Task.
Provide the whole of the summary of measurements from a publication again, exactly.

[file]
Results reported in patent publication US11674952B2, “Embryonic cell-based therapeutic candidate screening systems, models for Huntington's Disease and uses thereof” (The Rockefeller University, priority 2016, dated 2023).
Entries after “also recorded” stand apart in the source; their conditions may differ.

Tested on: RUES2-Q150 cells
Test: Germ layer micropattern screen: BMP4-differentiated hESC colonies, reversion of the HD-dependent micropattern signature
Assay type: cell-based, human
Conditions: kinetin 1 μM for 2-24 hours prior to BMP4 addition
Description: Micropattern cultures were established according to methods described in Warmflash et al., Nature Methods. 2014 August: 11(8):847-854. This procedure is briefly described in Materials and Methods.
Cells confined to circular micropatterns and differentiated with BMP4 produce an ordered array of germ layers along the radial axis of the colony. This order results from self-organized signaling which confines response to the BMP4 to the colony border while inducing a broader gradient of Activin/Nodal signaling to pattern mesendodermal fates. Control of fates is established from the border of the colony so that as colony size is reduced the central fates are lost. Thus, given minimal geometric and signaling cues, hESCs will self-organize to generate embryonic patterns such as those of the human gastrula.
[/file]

Results reported in patent publication US11674952B2, “Embryonic cell-based therapeutic candidate screening systems, models for Huntington's Disease and uses thereof” (The Rockefeller University, priority 2016, dated 2023).
Entries after “also recorded” stand apart in the source; their conditions may differ.

Tested on: RUES2-Q150 cells
Test: Germ layer micropattern screen: BMP4-differentiated hESC colonies, reversion of the HD-dependent micropattern signature
Assay type: cell-based, human
Conditions: kinetin 1 μM for 2-24 hours prior to BMP4 addition
Description: Micropattern cultures were established according to methods described in Warmflash et al., Nature Methods. 2014 August: 11(8):847-854. This procedure is briefly described in Materials and Methods.
Cells confined to circular micropatterns and differentiated with BMP4 produce an ordered array of germ layers along the radial axis of the colony. This order results from self-organized signaling which confines response to the BMP4 to the colony border while inducing a broader gradient of Activin/Nodal signaling to pattern mesendodermal fates. Control of fates is established from the border of the colony so that as colony size is reduced the central fates are lost. Thus, given minimal geometric and signaling cues, hESCs will self-organize to generate embryonic patterns such as those of the human gastrula.